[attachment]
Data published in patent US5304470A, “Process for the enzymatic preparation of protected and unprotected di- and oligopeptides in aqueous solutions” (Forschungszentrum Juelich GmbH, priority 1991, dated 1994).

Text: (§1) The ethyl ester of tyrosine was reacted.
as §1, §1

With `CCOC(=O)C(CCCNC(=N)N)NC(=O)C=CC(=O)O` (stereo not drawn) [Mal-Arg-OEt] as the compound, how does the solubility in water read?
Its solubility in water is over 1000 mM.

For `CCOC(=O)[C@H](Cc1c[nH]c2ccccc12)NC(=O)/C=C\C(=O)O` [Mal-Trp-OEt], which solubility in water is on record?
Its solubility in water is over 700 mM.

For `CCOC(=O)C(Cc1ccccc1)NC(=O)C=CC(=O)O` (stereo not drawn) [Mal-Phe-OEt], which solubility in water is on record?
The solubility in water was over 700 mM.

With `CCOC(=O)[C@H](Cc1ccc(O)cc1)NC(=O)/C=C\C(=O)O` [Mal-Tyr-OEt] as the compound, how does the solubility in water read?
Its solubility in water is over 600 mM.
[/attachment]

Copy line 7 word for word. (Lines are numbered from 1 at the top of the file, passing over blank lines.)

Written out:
Its solubility in water is over 700 mM.